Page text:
Sick to Death
On their first album Sick to Death, the Portland, Ore., band Eat Skull mashes together almost everything that's great about trashy art-punk, weirdo fuzz-garage, skuzzy punk-pop, Kiwi garage-rock and off-kilter bedroom-strum. If you adore the weird songs on the Not So Quiet on the Western Front album as well as the Urinals, Raincoats, Gordons, Swell Maps, Homosexuals, Tronics, Desperate Bicycles, Television Personalities, Axemen, Guided by Voices, Chain Gang, those Messthetics comps, and very early Pavement, then meet your new favorite band. You should know, though, that this record sounds like it was mastered by a deaf person. It's all super-distorted and in the red; even the "folksy" numbers are louder than fuck. But once your ears adjust, you realize that it's all killer, no filler.
Lots of acts are mining similar territory these days. To name the most obvious adherents, Sic Alps, Times New Viking, Psychedelic Horseshit, No Age, and Tyvek have each hit upon their own twisted formula for reinventing noisy art-pop. For some reason, all these groups have decided that the best way to record is if all your songs sound like they were taped on a thrift-store answering machine using its built-in condenser mic, in a tiled bathroom, when you're really high. Was there some sort of convention held where it was decided this is how records are supposed to sound now? Does Tom Lax of Siltbreeze have nude photos he'll release of all these band people if they ever set foot inside a proper studio? And who came up with the "shitcore"/ "shitgaze" term for this stuff? That's the silliest thing I've ever heard. I personally wouldn't mind being able to hear more of what's going on in some of these songs-- ironically, you can catch the distinct parts of the music way better when you go see these bands live.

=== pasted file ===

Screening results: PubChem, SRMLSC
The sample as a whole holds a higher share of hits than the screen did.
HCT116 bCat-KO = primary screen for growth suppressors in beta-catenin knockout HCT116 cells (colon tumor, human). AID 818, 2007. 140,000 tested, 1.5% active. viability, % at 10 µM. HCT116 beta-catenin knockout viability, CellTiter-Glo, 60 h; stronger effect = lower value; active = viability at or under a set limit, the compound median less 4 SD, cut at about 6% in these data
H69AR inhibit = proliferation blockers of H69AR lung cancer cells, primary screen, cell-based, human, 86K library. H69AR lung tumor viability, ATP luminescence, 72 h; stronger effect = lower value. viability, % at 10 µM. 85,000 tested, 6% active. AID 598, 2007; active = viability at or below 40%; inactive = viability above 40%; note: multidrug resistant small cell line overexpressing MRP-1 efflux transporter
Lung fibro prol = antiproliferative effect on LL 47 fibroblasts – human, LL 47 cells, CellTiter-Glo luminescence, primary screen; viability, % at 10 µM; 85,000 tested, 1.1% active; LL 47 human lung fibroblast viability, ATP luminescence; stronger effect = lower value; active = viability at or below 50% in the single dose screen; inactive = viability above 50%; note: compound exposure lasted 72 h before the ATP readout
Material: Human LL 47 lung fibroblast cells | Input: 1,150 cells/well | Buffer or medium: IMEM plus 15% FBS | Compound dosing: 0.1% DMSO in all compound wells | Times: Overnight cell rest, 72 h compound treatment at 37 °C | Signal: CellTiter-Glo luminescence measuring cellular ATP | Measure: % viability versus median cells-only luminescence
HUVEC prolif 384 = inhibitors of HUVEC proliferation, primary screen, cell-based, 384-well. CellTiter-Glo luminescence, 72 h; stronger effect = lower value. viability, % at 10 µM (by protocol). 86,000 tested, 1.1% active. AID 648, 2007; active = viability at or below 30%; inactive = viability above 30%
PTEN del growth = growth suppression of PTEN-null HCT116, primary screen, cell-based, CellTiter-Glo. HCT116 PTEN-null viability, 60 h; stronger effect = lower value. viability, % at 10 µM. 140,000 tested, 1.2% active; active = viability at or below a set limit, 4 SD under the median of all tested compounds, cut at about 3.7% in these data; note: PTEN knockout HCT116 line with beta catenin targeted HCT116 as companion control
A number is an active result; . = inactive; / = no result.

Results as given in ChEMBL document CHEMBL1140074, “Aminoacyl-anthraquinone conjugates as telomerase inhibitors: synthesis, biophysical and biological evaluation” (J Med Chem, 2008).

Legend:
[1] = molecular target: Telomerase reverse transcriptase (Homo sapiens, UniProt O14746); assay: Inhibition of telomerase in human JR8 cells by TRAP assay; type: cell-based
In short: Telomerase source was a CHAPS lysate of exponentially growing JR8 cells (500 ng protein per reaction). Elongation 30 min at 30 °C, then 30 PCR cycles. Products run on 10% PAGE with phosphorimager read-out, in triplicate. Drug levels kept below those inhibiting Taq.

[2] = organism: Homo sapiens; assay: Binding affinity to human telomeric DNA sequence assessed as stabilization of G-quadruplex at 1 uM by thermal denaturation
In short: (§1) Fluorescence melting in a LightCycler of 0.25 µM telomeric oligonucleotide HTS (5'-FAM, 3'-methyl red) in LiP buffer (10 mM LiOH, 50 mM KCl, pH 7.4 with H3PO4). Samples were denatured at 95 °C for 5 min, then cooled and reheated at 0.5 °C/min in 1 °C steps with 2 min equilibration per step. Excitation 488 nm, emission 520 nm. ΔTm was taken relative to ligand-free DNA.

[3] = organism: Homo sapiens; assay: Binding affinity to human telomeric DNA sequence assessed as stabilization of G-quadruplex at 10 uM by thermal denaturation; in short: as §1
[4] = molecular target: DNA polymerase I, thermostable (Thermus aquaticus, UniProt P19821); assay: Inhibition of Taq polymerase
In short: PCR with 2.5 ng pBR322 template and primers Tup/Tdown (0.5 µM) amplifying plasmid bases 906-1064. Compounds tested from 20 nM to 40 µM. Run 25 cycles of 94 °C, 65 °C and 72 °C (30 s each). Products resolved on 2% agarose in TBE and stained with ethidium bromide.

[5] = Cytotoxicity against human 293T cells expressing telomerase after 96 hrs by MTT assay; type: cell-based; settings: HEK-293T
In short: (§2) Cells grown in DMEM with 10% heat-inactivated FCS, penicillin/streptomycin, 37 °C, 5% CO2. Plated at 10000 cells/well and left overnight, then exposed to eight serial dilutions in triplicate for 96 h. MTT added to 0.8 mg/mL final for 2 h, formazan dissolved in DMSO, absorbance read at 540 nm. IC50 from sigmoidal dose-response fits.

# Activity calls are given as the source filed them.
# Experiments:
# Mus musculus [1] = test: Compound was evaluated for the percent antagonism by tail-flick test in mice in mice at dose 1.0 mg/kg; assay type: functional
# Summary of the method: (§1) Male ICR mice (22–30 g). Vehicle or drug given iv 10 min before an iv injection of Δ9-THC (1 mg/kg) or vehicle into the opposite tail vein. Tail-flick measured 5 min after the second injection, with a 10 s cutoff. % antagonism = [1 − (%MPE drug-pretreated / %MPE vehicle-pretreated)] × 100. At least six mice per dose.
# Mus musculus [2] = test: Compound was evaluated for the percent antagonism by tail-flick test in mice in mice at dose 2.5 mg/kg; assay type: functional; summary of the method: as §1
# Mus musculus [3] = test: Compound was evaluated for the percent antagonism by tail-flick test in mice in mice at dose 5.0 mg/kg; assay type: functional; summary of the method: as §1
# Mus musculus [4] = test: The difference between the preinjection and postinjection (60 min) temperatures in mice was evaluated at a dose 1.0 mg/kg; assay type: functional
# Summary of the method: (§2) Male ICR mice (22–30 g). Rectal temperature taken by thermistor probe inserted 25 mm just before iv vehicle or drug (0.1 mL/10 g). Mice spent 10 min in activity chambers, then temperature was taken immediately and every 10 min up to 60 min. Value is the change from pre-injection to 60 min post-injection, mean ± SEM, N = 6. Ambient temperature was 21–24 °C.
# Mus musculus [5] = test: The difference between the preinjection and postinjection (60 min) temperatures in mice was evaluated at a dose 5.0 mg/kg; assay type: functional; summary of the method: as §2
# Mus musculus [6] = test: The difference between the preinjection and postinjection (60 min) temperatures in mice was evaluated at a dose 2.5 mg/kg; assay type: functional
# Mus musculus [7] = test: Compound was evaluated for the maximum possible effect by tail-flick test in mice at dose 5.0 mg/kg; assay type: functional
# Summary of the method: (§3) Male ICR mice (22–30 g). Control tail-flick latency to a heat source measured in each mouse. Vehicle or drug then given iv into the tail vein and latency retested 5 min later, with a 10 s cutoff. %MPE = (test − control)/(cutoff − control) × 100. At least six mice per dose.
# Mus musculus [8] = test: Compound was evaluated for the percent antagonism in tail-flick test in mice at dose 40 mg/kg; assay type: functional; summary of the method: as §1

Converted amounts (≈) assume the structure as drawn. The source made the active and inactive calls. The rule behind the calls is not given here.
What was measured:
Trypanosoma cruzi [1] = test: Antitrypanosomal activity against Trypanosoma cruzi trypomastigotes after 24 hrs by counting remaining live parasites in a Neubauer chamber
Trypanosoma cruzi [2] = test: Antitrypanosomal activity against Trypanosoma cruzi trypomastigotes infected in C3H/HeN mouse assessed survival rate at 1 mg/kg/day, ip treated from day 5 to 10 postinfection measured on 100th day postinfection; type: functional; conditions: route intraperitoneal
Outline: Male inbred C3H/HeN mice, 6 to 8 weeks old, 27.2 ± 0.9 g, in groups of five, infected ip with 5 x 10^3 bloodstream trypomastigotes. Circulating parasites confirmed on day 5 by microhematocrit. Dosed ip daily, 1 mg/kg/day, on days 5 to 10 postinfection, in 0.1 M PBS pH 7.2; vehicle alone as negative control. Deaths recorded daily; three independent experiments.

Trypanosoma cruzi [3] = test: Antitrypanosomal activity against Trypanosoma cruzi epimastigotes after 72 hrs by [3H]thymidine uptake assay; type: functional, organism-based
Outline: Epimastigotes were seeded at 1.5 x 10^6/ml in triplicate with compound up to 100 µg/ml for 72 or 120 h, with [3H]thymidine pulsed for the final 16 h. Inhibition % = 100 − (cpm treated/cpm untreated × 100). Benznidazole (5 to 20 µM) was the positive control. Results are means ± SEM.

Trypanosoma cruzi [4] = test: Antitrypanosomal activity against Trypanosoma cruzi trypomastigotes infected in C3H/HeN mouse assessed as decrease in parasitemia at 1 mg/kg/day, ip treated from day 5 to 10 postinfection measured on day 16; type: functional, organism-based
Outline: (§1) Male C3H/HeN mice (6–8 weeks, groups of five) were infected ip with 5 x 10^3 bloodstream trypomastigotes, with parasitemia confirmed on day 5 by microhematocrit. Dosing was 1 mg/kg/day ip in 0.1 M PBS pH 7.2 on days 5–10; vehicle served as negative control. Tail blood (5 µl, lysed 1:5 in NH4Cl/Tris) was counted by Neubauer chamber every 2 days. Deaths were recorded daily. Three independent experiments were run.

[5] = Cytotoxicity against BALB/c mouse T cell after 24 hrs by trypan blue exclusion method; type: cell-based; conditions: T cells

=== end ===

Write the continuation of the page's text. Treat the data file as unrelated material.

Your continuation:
Arguing against this approach is useless, and if I do it any more I'll turn into Andy Rooney. You might as well walk up to your favorite Scandinavian death metal act and asking them to please write paeans to puppy dogs. Some things are just genre conventions, and you deal: in this corner you get songs about burning churches, and in the other you have more distortion and hiss than Slay Tracks. You'll notice I have not yet used the phrase "lo-fi" in this review. That's because I greatly dislike that term. In its 1980s/90s heyday, "lo-fi" referred to such a wide variety of acts-- Daniel Johnston, Dead C, Sebadoh, Supreme Dicks, Grifters-- that it was functionally useless right from the start. At most, "lo-fi" defines an alleged method of capturing sound, similar to the way that "indie rock" refers to a supposed distribution method and nothing else (aside from "rock"). I am reminded of Jean Dubuffet's quote, that "there is no art of the insane any more than there is an art of dyspeptics, or an art of people with knee complaints." Um, but I digress.
Unlike the current army of Anglophiles rocking the basements across the land, this quartet is as in love with American punk as they are the Commonwealth stuff. They shamble into a muffled memory of U.S. hardcore on songs like the Nervous Gender-ific "Beach Brains" or the wonderfully incomprehensible "Stress Crazy". But there's a surprising amount of variation between sounds and songs on Sick to Death; at times it seems like a various artists comp rather than one band. Here they are channeling GBV and the TVPs on the acoustic lament "New Confinement", while "Puker Corpse" is what the Gun Club would have sounded like if they only made soundtracks to haunted houses. The organ-driven shoutalong "Punk Trips" is a glorious pop song that pits multiple melodic hooks against one another, each of them competing for your heart. I dare you to not get it stuck in your head for days.
- Mike McGonigal, July 14, 2008
Upcoming Eat Skull live dates:
07/15 Davis, CA @ Delta of Venus
07/18 Portland, OR @ Slabtwon
07/27 Portland, OR @ Rottue (PDX Pop Now Festival)